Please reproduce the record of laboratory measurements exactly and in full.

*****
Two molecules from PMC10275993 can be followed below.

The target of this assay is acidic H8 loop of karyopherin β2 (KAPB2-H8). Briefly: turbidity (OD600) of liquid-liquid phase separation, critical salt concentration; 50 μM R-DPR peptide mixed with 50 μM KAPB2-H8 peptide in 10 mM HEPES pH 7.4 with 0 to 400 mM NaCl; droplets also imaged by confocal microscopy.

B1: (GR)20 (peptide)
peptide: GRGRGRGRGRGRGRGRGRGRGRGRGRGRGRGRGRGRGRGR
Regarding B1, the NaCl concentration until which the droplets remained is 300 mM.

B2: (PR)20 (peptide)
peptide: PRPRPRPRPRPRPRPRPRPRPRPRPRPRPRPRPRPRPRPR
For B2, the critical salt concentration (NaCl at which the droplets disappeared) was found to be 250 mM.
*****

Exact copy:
Two molecules from PMC10275993 can be followed below.

The target of this assay is acidic H8 loop of karyopherin β2 (KAPB2-H8). Briefly: turbidity (OD600) of liquid-liquid phase separation, critical salt concentration; 50 μM R-DPR peptide mixed with 50 μM KAPB2-H8 peptide in 10 mM HEPES pH 7.4 with 0 to 400 mM NaCl; droplets also imaged by confocal microscopy.

B1: (GR)20 (peptide)
peptide: GRGRGRGRGRGRGRGRGRGRGRGRGRGRGRGRGRGRGRGR
Regarding B1, the NaCl concentration until which the droplets remained is 300 mM.

B2: (PR)20 (peptide)
peptide: PRPRPRPRPRPRPRPRPRPRPRPRPRPRPRPRPRPRPRPR
For B2, the critical salt concentration (NaCl at which the droplets disappeared) was found to be 250 mM.